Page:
Title: La quietud (The Quietude)
Director: Pablo Trapero
Cast: Bérénice Bejo, Martina Gusman, Edgar Ramirez, Joaquín Furriel, Graciela Borges.
‘La quietud’ (The Quietude) is an intimate film about the female universe and sisterhood. Pablo Trapero, as he did with the patriarchal ‘El Clan,’ warps matriarchy portraying an unwholesome proximity between siblings, that never becomes incestuous but definitely has morbid nuances.
After many years of absence, and following her father’s stroke, Eugenia (Bérénice Bejo) returns to La Quietud, the family estate near Buenos Aires, where she is reunited with her mother Esmeralda (Graciela Borges) and sister Mia (Martina Gusman). The three women are forced to confront the emotional traumas and dark secrets of their shared past, which played out against the backdrop of the military dictatorship.
The intriguing aspect of the film is the way the quiet and peaceful setting becomes the stage to unleash hostile secrets that have been buried for years, that interfere with the bonds between the characters.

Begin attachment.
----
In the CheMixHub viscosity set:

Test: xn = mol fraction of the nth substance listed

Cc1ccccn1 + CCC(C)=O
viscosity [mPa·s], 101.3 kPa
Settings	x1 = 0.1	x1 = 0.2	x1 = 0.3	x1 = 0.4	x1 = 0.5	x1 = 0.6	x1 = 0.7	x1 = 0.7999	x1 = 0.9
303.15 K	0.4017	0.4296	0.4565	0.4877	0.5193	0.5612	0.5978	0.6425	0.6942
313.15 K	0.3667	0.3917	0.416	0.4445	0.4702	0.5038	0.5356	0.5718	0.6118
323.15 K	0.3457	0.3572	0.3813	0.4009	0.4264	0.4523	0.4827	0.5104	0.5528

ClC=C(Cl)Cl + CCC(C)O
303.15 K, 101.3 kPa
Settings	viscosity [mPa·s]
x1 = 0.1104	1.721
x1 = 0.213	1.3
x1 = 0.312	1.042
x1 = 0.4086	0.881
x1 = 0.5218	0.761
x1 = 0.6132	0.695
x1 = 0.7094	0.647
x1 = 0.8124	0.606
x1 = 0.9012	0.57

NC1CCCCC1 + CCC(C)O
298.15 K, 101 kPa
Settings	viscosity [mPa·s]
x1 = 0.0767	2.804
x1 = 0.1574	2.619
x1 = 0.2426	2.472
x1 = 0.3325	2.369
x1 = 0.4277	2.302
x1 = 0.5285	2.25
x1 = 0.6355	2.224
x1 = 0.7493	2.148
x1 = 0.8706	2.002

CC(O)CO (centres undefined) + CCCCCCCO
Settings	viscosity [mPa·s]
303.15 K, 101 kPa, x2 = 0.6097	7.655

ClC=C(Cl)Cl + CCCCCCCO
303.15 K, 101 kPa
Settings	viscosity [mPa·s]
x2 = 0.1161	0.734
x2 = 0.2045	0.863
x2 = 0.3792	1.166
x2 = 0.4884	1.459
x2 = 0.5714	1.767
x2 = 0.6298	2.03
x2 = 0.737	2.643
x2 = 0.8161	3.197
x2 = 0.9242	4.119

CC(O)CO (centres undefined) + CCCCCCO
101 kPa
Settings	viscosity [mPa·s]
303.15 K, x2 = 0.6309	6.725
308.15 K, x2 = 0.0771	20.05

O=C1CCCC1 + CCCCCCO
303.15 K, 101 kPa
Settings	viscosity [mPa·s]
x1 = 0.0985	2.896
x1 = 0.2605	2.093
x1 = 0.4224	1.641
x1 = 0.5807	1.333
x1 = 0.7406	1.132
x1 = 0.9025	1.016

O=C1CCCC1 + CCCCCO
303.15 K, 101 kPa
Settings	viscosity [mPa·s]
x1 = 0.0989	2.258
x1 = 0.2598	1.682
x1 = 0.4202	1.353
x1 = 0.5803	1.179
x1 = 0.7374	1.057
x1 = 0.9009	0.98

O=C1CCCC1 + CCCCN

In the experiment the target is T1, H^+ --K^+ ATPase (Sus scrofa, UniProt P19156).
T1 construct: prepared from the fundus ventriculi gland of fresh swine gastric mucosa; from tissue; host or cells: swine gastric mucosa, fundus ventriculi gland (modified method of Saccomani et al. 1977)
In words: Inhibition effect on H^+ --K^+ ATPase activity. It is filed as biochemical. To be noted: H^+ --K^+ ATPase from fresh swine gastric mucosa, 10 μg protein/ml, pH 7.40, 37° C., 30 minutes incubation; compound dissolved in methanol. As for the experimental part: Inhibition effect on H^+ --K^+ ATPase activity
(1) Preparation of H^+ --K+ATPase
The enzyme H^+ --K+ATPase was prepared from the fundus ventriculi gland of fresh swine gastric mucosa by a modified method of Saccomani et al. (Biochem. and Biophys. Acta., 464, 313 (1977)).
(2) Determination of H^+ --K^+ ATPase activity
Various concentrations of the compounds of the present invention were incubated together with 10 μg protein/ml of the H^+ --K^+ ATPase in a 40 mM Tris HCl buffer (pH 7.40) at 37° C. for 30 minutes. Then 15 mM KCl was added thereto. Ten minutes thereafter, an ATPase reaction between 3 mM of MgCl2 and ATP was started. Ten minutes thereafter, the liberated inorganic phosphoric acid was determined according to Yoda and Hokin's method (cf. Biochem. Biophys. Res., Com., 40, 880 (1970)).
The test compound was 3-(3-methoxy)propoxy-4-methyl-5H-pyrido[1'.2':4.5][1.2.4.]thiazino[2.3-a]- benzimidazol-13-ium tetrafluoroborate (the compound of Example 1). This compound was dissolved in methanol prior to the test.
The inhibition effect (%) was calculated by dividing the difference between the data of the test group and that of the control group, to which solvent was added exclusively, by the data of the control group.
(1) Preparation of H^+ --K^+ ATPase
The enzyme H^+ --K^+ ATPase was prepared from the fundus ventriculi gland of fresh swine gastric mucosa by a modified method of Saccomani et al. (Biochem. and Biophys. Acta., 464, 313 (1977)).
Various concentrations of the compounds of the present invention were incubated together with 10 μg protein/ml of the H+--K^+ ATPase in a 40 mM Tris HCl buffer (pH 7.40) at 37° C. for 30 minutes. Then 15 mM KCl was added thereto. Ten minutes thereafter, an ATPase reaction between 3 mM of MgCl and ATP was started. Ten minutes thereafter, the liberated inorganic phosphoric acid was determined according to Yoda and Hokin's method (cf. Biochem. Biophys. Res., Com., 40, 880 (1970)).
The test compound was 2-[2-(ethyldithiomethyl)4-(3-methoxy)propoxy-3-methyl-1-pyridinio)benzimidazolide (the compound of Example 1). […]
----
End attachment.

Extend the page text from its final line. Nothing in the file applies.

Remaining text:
As the director explained: “As any family portrait, it is influenced by the past, in this case it’s a reconstruction of the past during the present of the characters.” The actresses playing the two sisters expressed excitement in being directed by one of the leading directors of Argentinian Cinema. Martina Gusman said, “I was enthralled to explore the world of femininity with Pablo.” Whilst Bérénice Bejo explained how this film was also an opportunity to reconnect with her origins: “I wanted to do a movie in Argentina, where I was born. I have worked with Italian, German, Iranian directors and I love Trapero’s movies so I truly wanted to be directed by him tor my first film in Argentina. I agreed to work with him as soon as he called me, and asked if he could write for me.”
As ‘The Quietude’ reveals repressed jealousies and buried grievances between Eugenia and Mia, it triggers audiences to share the peculiarity of the characters, their story and their surroundings. Viewers can explore the emotional labyrinths of the windmills of their mind, that tend to submerge past frustrations which inevitably loom on the present.
Written by: Chiara Spagnoli Gabardi